Unicom poised to get private-sector investor, pioneering next stage of China’s SOE reform
Parent China United Network Communications plans to push forward with implementing the central government’s ‘mixed-ownership’ reform plan
China Unicom, operator of the world’s sixth-largest mobile network by subscribers, is poised to get a strategic private-sector investor, making the company a major test case in the country’s ambitious reform of state-owned enterprises (SOEs).
In a regulatory filing late on Wednesday, Unicom said its parent, China United Network Communications, aims to push forward with implementing the central government’s so-called mixed-ownership reform plan involving investors from the mainland’s private sector.
The company said this “may potentially involve a change in the shareholding structure” of its Shanghai-listed parent.
“As the related plan ... is still under further deliberation, these matters are still subject to substantial uncertainty,” it said.
With a charismatic industry leader at its helm, the country’s second-largest wireless network subscriber base and an aggressive growth strategy, Unicom will likely provide Beijing with a solid reference case for its mixed-ownership scheme for SOEs.
Unicom reported that its total mobile subscribers reached 265.6 million as of February 28, which included 116.1 million 4G users.
Its shares rose 4.4 per cent on Monday before the Ching Ming public holiday in Hong Kong, advancing to a 20-month high of HK$10.86 before trading was halted on Wednesday pending that announcement. It has applied to resume trading from Thursday.
Shares of parent China United Network rose 1.8 per cent to 7.47 yuan in Shanghai on Friday before the market closed for the mainland’s own Qingming public holidays. Trading of its shares was also halted on Wednesday.
In December, the central government said the mixed-ownership scheme is a key breakthrough point for SOE reform, and substantial progress needs to be made in seven industries, including telecommunications.
Unicom had already foreshadowed that move in October last year, when it said that parent China United Network was among the first batch of SOEs selected by the National Development and Reform Commission to implement the central government’s mixed-ownership reform plan.
That started speculation about the potential for China’s three internet giants – Baidu, Alibaba Group Holding and Tencent Holdings – to invest in Unicom. Alibaba is the owner of the South China Morning Post.
If the strategic investor turns out to be one or more of the Chinese internet industry’s Baidu-Alibaba-Tencent triumvirate, “then the market upside could be significant”, Bernstein Research senior analyst Chris Lane said.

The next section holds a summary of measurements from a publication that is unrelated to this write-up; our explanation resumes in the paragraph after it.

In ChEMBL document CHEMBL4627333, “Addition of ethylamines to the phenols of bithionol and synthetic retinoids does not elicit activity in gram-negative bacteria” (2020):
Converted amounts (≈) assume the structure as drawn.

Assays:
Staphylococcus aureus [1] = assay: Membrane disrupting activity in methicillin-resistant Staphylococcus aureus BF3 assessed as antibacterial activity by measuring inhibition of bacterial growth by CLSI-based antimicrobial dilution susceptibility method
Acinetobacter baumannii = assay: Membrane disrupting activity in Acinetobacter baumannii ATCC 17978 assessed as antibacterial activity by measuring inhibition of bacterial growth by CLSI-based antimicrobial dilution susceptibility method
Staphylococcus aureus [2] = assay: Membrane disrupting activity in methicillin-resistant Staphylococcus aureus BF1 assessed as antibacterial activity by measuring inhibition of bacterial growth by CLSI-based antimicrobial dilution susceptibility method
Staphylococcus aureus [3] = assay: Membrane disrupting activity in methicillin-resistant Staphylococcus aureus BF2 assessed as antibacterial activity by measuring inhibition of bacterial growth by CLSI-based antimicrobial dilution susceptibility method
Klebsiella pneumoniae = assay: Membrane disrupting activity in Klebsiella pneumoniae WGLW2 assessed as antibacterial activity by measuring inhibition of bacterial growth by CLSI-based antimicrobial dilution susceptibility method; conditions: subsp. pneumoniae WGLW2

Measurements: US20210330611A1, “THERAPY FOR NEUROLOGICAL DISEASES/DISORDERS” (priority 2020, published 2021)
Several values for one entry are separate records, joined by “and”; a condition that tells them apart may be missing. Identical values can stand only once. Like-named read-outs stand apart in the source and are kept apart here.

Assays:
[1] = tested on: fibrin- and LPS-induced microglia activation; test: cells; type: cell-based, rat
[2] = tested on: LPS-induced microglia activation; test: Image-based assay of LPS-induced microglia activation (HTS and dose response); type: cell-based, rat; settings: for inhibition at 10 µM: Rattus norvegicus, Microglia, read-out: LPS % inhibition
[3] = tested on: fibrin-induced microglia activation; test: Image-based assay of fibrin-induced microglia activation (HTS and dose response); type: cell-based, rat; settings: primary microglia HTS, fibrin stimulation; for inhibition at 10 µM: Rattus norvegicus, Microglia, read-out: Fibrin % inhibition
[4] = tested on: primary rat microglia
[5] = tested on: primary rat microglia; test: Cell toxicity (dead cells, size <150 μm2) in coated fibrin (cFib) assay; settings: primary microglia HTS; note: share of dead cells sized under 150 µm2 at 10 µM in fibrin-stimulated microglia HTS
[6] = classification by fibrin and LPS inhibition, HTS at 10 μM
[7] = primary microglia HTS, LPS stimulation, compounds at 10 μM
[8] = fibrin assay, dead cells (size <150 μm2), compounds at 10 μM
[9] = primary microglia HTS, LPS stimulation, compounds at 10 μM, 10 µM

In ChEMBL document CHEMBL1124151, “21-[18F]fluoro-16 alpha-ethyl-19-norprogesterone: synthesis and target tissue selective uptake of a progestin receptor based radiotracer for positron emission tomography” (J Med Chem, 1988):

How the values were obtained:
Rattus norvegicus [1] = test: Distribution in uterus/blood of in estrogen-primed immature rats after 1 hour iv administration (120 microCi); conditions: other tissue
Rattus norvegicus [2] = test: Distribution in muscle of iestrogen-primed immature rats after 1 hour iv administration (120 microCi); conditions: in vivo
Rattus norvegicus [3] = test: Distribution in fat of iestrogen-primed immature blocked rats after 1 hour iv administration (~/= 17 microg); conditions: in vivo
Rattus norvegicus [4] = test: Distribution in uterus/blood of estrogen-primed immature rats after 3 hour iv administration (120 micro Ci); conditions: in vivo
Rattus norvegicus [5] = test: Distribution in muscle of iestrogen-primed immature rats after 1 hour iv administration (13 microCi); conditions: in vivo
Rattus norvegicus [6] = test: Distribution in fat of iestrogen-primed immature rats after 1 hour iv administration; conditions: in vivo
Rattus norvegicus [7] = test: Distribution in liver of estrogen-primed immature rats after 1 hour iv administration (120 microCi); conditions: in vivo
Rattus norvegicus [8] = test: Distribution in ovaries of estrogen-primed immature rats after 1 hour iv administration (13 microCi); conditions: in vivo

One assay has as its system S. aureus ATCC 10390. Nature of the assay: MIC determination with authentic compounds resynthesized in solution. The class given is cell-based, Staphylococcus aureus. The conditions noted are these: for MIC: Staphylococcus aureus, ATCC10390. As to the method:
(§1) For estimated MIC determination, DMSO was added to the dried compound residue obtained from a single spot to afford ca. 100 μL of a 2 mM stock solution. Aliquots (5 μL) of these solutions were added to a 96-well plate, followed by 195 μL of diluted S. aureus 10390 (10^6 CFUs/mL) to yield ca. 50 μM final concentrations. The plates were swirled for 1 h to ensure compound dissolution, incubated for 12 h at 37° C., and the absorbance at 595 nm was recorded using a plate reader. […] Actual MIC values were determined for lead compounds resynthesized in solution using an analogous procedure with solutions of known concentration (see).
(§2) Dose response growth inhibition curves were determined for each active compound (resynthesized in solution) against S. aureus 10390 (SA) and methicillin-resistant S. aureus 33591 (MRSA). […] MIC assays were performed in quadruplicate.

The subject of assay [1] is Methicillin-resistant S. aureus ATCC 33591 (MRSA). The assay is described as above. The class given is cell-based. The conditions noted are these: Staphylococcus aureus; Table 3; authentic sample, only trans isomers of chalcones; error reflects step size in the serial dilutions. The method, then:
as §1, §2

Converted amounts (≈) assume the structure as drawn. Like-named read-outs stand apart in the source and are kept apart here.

“We expect any investment to include at least a portion of new equity, which will be used to reduce debt,” he said.
At the company’s annual financial results press conference in Hong Kong last month, Unicom chairman and chief executive Wang Xiaochu declined to comment on the state of negotiations, but pointed out that the mixed-ownership reform is a key policy initiative of the central government this year.
“The chairman highlighted that the biggest impact [for Unicom] would be in building a more market-oriented set of systems, which include budgeting, appraisal and compensation,” Lane said. “When the compensation systems are aligned with market-driven outcomes then people will follow.”
If Unicom announces a mixed ownership reform decision, Jefferies equity analyst Edison Lee said the focus will be on the deal’s structure and how it can help the operator.
“The most important features in the mixed-ownership reform we would like to see are stock options and freedom to pay, hire and fire,” Lee said.
Unicom last month posted widely expected downbeat earnings for 2016, as Wang burnished investors’ hope for a turnaround this year.
The operator reported a 94 per cent drop in net profit last year to 625 million yuan (US$90.7 million), down from 10.6 billion yuan in 2015, on higher network, marketing support and other operating expenses.
That steep percentage decline was in line with Unicom’s profit warning to investors in January, but the annual profit was below market analysts’ consensus estimate of 896.8 million yuan.
Revenue slipped to 274.2 billion yuan, compared with 277 billion yuan a year earlier. That was on the low side of brokers’ forecast of between 270.5 billion yuan and 287 billion yuan in revenue.
“The worst time for China Unicom has passed,” said Wang.